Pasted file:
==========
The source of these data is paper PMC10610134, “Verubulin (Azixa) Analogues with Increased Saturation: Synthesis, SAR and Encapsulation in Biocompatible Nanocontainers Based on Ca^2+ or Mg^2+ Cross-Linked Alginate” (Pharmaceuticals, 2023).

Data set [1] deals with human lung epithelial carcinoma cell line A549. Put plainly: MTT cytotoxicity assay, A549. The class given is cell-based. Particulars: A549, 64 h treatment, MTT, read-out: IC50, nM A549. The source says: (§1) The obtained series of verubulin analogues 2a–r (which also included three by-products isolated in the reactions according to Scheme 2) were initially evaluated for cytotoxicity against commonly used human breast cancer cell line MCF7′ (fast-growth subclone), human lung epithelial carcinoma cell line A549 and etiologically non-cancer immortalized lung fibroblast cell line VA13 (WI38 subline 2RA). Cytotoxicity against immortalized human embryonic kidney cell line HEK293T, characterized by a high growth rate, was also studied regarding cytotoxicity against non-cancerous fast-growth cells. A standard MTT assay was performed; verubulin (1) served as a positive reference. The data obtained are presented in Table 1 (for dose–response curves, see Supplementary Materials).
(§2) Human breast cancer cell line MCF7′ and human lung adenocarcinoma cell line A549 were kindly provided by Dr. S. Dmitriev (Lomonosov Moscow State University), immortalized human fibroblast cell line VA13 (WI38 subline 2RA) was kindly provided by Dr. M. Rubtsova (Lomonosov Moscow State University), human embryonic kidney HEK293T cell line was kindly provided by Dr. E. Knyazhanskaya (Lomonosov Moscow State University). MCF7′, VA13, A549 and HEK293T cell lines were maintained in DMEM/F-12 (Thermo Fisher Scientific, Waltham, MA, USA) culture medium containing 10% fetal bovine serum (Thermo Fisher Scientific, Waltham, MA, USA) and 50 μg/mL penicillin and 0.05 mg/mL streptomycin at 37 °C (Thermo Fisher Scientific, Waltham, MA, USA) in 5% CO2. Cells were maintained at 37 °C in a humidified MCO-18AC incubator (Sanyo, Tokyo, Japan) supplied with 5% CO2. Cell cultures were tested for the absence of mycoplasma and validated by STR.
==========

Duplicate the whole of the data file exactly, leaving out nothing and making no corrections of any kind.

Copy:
The source of these data is paper PMC10610134, “Verubulin (Azixa) Analogues with Increased Saturation: Synthesis, SAR and Encapsulation in Biocompatible Nanocontainers Based on Ca^2+ or Mg^2+ Cross-Linked Alginate” (Pharmaceuticals, 2023).

Data set [1] deals with human lung epithelial carcinoma cell line A549. Put plainly: MTT cytotoxicity assay, A549. The class given is cell-based. Particulars: A549, 64 h treatment, MTT, read-out: IC50, nM A549. The source says: (§1) The obtained series of verubulin analogues 2a–r (which also included three by-products isolated in the reactions according to Scheme 2) were initially evaluated for cytotoxicity against commonly used human breast cancer cell line MCF7′ (fast-growth subclone), human lung epithelial carcinoma cell line A549 and etiologically non-cancer immortalized lung fibroblast cell line VA13 (WI38 subline 2RA). Cytotoxicity against immortalized human embryonic kidney cell line HEK293T, characterized by a high growth rate, was also studied regarding cytotoxicity against non-cancerous fast-growth cells. A standard MTT assay was performed; verubulin (1) served as a positive reference. The data obtained are presented in Table 1 (for dose–response curves, see Supplementary Materials).
(§2) Human breast cancer cell line MCF7′ and human lung adenocarcinoma cell line A549 were kindly provided by Dr. S. Dmitriev (Lomonosov Moscow State University), immortalized human fibroblast cell line VA13 (WI38 subline 2RA) was kindly provided by Dr. M. Rubtsova (Lomonosov Moscow State University), human embryonic kidney HEK293T cell line was kindly provided by Dr. E. Knyazhanskaya (Lomonosov Moscow State University). MCF7′, VA13, A549 and HEK293T cell lines were maintained in DMEM/F-12 (Thermo Fisher Scientific, Waltham, MA, USA) culture medium containing 10% fetal bovine serum (Thermo Fisher Scientific, Waltham, MA, USA) and 50 μg/mL penicillin and 0.05 mg/mL streptomycin at 37 °C (Thermo Fisher Scientific, Waltham, MA, USA) in 5% CO2. Cells were maintained at 37 °C in a humidified MCO-18AC incubator (Sanyo, Tokyo, Japan) supplied with 5% CO2. Cell cultures were tested for the absence of mycoplasma and validated by STR.